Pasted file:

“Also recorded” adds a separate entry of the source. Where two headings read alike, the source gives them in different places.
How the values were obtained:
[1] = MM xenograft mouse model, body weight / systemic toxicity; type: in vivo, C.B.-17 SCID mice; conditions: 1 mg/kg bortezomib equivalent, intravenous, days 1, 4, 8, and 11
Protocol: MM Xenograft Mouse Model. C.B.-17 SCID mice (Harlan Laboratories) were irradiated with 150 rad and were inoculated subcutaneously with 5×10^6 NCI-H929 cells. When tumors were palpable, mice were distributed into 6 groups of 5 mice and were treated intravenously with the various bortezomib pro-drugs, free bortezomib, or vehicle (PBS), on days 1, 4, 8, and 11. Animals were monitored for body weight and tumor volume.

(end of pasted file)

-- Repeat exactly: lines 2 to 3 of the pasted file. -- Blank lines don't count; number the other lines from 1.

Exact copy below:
How the values were obtained:
[1] = MM xenograft mouse model, body weight / systemic toxicity; type: in vivo, C.B.-17 SCID mice; conditions: 1 mg/kg bortezomib equivalent, intravenous, days 1, 4, 8, and 11